Another part of the problem, though, stems from the very fact that the screenplay cuts down the book's story so much. With the good, we must accept the bad, which in this case means that while the movie retains most of the book's characters, most of them have hardly any screen time or anything to do. For instance, Helena Bonham Carter plays Bellatrix Lestrange, whom the Ministry locked up in Azkaban for many years and who finally escapes. But for what purpose? To do about two minutes of mischief? Natalia Tena comes in as Nymphadora Tonks and gets, as I remember it, about one line. And Evanna Lynch appears as Luna Lovegood, another outsider like Harry, a sympathetic character about whom we would like to know more. Do we get it? No time.
The old gang are also back, but with only a moment or two for themselves. Fiona Shaw and Richard Griffiths come and go quickly as the Dursleys, this time with no comeuppance. Ralph Fiennes is Lord Voldemort, seen mainly as a caricature. Michael Gambon is Albus Dumbledore, scarcely showing his face until the very end. Gary Oldman is back as Harry's godfather, Sirius Black (and at least we can now see enough of Oldman to recognize this fine actor), the film truncating his part, too, as it does the scenes in his house. Brendan Gleeson and David Thewlis again play Mad-Eye Moody and Remus Lupin, although you'd hardly notice they were there. Jason Isaacs is Lucius Malfoy, evil as ever. Alan Rickman and Maggie Smith are Professors Snape and McGonagall, barely more than window dressing. Robbie Coltrane is Hagrid, even if he's gone missing for half the picture. Katie Leung is Cho Chang, there only to be kissed. And so on. And, of course, the same young people are back, too, now looking a whole lot older: Emma Watson as the faithful Hermione, Rupert Grint as best-pal Ron, and Matthew Lewis as the woebegone Neville Longbottom.
Yet the movie's scene-stealer is newcomer Imelda Staunton as Hogwarts latest teacher, Dolores Umbridge. Forget about Voldemort; Umbridge is the real villain of the piece. Her character is deliciously evil in a smug, self-righteous kind of way, meting out tortuous punishment to anyone who crosses her, all the while believing that her teaching methods are for the good of the children. She's the sort of person who would kill her students to save them. Worse, she's a snitch for the Ministry of Magic and presents a second obstacle for Harry and his followers to overcome.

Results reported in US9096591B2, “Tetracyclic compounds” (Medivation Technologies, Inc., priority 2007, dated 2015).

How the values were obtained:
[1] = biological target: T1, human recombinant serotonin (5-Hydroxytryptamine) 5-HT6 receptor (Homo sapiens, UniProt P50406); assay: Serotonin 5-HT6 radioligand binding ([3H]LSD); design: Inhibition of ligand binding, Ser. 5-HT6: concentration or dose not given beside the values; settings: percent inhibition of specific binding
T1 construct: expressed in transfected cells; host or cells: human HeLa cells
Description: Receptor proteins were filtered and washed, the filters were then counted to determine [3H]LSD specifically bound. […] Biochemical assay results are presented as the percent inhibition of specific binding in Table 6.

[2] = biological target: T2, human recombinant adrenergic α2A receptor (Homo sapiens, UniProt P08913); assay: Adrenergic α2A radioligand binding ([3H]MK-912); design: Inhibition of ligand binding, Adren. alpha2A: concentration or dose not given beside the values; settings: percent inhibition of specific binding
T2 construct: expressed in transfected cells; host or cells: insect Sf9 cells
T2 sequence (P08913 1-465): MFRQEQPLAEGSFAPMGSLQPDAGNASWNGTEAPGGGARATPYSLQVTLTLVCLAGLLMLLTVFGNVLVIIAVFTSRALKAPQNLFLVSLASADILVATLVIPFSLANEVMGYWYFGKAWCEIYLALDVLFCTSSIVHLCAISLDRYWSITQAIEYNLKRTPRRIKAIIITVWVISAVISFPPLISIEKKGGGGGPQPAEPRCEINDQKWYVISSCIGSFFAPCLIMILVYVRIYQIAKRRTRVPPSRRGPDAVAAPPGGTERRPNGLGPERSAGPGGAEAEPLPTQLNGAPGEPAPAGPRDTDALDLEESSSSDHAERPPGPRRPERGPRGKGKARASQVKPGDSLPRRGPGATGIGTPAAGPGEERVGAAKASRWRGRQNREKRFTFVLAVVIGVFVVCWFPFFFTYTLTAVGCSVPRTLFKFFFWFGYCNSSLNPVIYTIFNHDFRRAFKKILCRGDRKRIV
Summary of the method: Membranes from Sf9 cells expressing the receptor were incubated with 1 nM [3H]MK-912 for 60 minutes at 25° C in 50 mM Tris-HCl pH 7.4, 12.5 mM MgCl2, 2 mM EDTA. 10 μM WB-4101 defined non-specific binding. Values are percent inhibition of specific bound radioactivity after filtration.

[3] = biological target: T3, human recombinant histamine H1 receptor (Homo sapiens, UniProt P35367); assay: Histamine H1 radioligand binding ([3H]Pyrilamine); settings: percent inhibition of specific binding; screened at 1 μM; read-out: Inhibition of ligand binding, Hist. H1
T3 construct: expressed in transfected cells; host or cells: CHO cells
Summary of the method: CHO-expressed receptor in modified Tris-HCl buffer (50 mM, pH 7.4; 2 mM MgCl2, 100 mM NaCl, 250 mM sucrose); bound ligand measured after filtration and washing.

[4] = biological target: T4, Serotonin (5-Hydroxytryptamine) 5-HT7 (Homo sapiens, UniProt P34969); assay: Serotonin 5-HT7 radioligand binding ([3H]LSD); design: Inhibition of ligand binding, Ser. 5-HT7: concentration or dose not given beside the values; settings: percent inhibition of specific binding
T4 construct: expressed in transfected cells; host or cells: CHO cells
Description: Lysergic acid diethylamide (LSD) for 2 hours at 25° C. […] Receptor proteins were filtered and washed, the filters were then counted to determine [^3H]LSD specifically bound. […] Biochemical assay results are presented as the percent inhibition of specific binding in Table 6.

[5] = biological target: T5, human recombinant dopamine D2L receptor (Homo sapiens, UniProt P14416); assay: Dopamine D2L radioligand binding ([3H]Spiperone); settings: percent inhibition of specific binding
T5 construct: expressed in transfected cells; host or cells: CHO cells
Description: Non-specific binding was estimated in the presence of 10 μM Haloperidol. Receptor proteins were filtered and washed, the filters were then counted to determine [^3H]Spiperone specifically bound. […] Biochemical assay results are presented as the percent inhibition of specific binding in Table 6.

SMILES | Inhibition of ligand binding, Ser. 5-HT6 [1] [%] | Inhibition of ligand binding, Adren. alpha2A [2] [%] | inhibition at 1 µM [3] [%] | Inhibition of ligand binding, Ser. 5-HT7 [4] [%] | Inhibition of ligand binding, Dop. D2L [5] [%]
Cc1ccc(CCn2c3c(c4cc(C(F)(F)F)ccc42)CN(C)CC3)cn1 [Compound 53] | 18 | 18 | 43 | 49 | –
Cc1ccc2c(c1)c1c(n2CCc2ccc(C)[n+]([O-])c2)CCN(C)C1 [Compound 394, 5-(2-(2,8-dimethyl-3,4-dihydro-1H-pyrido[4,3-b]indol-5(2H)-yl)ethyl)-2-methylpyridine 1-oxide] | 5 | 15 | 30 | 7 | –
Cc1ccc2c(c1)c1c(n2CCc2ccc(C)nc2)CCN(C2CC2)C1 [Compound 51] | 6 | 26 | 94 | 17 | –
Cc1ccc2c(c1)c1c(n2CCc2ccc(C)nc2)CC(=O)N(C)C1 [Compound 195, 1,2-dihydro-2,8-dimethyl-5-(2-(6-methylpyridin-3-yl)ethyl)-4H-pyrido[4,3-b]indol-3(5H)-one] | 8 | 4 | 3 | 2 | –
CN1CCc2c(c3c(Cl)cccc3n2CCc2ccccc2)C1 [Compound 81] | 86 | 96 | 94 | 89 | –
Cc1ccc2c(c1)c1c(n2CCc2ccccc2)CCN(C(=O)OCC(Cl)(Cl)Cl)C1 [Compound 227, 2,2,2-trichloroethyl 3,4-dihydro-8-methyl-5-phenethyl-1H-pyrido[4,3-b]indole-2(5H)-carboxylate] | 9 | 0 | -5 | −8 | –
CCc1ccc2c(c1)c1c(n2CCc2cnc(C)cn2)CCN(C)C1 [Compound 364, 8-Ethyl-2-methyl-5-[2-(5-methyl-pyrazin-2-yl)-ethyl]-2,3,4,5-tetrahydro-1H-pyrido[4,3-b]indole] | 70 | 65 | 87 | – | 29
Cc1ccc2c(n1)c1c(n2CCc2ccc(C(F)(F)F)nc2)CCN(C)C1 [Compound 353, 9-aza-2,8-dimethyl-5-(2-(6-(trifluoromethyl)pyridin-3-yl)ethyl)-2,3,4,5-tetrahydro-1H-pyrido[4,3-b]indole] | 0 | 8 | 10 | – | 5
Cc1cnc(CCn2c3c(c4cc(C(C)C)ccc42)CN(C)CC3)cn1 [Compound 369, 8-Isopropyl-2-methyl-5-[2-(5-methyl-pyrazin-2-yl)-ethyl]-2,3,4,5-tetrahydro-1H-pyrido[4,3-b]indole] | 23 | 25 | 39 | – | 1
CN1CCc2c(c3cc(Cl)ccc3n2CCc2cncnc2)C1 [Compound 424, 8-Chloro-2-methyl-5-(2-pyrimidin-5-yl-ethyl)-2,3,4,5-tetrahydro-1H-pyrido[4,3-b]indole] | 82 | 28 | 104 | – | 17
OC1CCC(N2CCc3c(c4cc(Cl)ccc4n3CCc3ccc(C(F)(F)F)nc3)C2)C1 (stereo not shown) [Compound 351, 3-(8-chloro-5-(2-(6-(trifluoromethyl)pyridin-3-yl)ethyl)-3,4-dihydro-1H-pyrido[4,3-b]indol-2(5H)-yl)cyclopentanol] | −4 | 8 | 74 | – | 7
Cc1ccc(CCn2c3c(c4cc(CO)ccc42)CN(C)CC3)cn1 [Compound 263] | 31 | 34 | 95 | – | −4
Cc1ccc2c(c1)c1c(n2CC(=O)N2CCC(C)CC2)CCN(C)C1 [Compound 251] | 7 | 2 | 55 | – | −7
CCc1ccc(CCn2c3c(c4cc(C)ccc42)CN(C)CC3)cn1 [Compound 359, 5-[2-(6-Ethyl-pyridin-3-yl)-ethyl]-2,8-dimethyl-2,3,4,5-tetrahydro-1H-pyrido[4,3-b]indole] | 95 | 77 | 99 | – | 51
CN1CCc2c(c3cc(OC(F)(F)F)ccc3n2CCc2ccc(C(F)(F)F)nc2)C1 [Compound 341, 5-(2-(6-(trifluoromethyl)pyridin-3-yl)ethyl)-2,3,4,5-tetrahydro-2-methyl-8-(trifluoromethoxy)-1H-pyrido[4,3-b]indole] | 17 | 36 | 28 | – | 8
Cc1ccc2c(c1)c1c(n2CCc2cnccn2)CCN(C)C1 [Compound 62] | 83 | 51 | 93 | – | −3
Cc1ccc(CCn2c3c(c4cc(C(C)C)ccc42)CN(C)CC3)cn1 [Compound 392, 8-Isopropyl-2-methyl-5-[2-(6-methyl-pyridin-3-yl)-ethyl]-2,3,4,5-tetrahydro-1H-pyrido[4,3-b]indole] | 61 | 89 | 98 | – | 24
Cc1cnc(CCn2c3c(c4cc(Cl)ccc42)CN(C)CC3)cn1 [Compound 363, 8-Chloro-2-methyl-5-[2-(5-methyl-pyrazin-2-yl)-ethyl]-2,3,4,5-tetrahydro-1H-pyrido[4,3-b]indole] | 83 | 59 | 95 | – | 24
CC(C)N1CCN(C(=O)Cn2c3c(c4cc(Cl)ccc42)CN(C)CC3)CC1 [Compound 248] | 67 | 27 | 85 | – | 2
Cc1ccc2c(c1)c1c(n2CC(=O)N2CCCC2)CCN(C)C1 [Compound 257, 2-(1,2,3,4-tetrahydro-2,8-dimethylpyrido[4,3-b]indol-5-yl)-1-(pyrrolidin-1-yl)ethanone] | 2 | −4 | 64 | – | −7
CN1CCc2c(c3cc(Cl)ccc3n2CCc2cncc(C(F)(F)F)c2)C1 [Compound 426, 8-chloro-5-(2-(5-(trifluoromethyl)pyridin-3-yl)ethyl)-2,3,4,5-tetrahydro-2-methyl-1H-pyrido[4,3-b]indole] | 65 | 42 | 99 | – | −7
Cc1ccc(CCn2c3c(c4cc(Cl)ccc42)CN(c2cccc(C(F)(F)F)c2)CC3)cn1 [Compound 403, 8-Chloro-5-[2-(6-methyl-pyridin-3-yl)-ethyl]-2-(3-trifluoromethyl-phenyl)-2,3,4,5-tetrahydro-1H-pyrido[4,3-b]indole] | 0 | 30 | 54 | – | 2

Still, it's hard to see exactly what they need to overcome, since we never see what Voldemort is really up to. As in the book, the film simply tells us that the Dark Lord seeks a secret prophecy hidden deep in the Ministry of Magic, a prophecy that only Harry can obtain. What it has to do with anything is something I could never decipher from the book; and in the movie, which compresses the idea further, it makes even less sense.
What's more, there are the forever unresolved questions: How is it that after all these years, Dudley (Harry Melling) is still too stupid to know that he shouldn't purposely provoke Harry? How is it that after years of trying to become human, Voldemort still can't produce a nose? And how is it that with all the magic in the world at his disposal, to say nothing of muggle contact lens or laser surgery, Harry still has to wear glasses?
Nevertheless, I quibble. The movie continues to offer much in the way of insight and character development, for Harry at least. After all, we get to see Harry's first kiss, and that ought to be worth something. Furthermore, the film has one of the sweetest, most-affecting closing scenes of any of the "Potter" movies thus far. There continue the delights of Hogwarts itself, with all its fascinating passageways and secret chambers. There's the look of the movie's special effects, always first rate. And there's the motion picture's superb visual qualities--sharpness of detail and excellence of colors--which one can enjoy on any level.
OK, maybe I went into the film with a bias, not having liked the book very much. Guilty as charged. Yet it doesn't change my overall assessment that without a solid story line, "Harry Potter and the Order of the Phoenix" is little more than a stepping-stone in the context of the "Potter" series as a whole. Now that we've gotten it out of the way, we can get on to what should be a much-better installment in "The Half-Blood Prince." 6/10